Musa abaca Perr.
Musa amboinensis Miq.
Musa mindanaensis Miq.
Musa tikap Warb.
Musa troglodytarum textoria Blanco
Common Name: Abaca
The fibre drying amongst a plantation of the plants
Photograph by: John Washington
GNU Free Documentation License
Abaca is a tall, herbaceous, evergreen perennial plant growing up to 6 metres tall with leaves that can be 2 metres long and 60cm wide[
]. The plant produces a clump of large pseudostems up to 30cm in diameter at the base, that make it appear rather tree-like. These stems grow up from a perennial stoloniferous rootstock[
Abaca is one of the most important fibre plants in the world, and it is cultivated for its fibre on a large scale in the Philippines, and to a much lesser extent in Sumatra, Ecuador and Central America[
]. Total production, however, has dropped considerably since the introduction of synthetic fibres.
Southeast Asia - Philippines.
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A plant of the hot, humid tropics adapted to an average relative humidity of about 80%[
]. The present zone of successful cultivation lies within the latitudinal range 15°N and 5°S. In the Philippines it is usually grown in regions below 500 metres in elevations but it can be grown in the tropics at altitudes between sea level and 1100 metres[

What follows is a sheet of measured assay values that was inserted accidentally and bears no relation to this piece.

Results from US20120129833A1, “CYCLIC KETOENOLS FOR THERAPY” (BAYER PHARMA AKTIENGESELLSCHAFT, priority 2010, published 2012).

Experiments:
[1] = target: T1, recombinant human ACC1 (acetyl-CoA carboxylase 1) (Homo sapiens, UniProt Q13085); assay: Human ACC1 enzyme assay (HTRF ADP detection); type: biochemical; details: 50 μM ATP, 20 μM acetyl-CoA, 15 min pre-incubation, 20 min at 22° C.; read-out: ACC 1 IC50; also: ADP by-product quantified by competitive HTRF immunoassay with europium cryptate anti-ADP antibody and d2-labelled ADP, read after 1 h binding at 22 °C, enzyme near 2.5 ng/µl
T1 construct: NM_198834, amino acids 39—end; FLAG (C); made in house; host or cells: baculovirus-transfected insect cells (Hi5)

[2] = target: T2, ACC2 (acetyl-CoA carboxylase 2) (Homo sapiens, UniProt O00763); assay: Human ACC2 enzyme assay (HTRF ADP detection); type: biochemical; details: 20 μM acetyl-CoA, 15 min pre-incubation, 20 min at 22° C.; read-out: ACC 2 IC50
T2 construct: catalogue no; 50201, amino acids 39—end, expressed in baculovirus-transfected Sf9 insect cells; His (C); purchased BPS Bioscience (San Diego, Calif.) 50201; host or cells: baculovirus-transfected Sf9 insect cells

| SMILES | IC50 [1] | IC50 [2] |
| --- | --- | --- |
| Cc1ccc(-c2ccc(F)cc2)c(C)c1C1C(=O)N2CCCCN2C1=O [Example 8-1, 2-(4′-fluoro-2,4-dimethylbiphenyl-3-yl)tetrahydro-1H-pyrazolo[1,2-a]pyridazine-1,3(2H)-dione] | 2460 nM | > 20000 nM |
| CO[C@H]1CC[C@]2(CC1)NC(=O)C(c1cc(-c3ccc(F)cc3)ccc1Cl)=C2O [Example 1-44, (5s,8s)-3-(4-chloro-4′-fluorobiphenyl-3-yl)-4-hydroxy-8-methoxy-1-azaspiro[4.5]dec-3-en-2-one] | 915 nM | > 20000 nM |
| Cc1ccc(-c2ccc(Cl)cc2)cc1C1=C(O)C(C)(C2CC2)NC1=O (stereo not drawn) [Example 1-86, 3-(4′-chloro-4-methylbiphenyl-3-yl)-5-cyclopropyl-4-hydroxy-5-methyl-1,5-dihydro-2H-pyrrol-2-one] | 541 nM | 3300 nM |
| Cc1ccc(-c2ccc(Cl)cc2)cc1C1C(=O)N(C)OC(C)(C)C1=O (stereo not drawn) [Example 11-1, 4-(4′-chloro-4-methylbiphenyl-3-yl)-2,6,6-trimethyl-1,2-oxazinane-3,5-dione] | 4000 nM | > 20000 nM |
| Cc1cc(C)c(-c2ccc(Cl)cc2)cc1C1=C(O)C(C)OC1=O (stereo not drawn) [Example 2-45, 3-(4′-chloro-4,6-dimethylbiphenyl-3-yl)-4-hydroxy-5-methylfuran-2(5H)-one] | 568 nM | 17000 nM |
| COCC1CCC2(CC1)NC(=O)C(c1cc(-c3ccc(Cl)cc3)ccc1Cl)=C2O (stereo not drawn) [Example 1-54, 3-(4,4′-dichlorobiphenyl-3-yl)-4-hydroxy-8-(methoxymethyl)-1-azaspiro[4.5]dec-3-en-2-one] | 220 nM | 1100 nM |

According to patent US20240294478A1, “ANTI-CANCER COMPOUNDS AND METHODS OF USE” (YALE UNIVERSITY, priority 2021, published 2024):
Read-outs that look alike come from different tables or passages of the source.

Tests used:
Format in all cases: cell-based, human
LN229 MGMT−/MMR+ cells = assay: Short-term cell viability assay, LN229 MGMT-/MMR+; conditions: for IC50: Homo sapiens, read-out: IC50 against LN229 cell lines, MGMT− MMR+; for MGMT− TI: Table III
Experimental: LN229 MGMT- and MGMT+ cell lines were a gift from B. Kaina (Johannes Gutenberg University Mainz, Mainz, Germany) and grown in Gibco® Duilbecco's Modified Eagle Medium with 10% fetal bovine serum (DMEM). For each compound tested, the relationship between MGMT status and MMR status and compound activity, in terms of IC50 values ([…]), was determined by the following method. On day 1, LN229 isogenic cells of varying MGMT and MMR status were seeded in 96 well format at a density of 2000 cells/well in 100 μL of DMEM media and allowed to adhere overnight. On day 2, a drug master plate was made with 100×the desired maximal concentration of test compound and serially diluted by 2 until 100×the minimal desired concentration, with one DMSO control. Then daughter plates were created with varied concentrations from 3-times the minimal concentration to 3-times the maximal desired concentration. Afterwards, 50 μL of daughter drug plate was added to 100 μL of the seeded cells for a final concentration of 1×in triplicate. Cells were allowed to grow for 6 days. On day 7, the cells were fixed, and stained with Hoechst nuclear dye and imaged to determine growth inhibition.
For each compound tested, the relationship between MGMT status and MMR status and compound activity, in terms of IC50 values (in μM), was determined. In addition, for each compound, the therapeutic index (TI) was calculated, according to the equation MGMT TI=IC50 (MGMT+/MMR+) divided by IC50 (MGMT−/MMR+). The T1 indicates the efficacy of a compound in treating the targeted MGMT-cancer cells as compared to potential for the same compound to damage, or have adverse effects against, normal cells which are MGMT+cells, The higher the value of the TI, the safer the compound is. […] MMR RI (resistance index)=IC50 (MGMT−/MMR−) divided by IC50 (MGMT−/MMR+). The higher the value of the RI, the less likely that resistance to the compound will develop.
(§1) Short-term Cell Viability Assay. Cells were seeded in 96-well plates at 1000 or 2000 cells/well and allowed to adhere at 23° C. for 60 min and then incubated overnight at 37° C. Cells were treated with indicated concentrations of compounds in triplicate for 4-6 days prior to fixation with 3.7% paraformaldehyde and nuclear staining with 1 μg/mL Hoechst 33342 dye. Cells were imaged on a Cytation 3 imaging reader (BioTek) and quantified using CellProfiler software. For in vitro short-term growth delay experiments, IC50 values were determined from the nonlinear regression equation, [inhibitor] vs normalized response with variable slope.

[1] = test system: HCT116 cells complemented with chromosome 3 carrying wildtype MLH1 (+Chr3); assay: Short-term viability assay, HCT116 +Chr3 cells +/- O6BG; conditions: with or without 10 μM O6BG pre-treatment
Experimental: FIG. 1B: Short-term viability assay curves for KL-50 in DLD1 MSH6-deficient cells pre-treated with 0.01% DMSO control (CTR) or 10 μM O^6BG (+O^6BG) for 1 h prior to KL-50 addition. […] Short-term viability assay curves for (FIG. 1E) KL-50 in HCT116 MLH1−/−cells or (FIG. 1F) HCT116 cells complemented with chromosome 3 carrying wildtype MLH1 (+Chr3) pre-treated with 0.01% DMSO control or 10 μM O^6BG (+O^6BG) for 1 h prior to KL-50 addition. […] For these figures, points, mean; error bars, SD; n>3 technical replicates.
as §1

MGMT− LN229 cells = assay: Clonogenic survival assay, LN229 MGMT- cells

]. It grows best in areas where the mean annual temperature falls within the range 20 - 29°c, but can tolerate 16 - 33°c[
]. It prefers a mean annual rainfall in the range 1,800 - 3,000mm, tolerating 700 - 4,400mm[
Prefers a sunny position[
]. Plants can succeed in most humus-rich, fertile soils, so long as they are well-drained[
]. Prefers a pH in the range 5.5 - 7, though it can tolerate 4.5 - 8[
]. Prefers a position sheltered from strong winds.
A perennial plant, growing for 18 - 36 months years before first harvest and with a economical life of 6 - 15 years[
In the Philippines, the annual fibre yield ranges from 0.31 - 1.71 t/ha, while in Ecuador, yields are between 1.5 - 2.5 t/ha[
The sclerenchym fibres of the leaf sheaths are used to make ropes for ships and nets that are resistant to salt-water[
]. The fibre is also used to make sacks, cloth etc[
]. In Japan it is used for making special paper for the construction of movable room walls[
]. With the advent of synthetic fibres, demand for this plant has been reducing, though it is becoming increasingly popular as a source of fibre for pulp[
Division of suckers with a portion of the rhizome[
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